Both within and outside the field of Qumran scholarship, the study of the Dead Sea Scrolls is sometimes treated as a rather specialized closed shop. By encouraging interdisciplinary and self-consciously methodological discussions, this volume intends to open that shop and invite new conversations across lines of interest, discipline, and scholarly subfield.
Fifteen respected DSS scholars representing diverse perspectives offer here a window into the scholarly study of these ancient texts. Rediscovering the Dead Sea Scrolls introduces readers to a wide range of established and experimental treatments of the Scrolls, including paleography, archaeology, manuscript analysis, and a variety of literary, historical, and social scientific approaches. The authors provide not only an introduction to a given approach but also a more self-reflective assessment of the limits of their approaches and the potential pitfalls associated with them.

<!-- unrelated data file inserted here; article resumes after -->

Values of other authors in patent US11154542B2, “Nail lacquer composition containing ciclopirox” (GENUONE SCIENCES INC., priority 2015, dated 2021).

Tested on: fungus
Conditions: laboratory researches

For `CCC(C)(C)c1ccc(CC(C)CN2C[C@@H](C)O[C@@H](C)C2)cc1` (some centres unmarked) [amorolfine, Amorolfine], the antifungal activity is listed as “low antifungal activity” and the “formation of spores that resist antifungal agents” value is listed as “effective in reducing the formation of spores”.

In place of a single authoritative strategy, here are a variety of strategies -- some overlapping and others standing alone -- all the products of a process that is unusually collaborative. Taken as a whole, they provide a vibrant intersectional picture of DSS studies on the cusp of its seventh decade.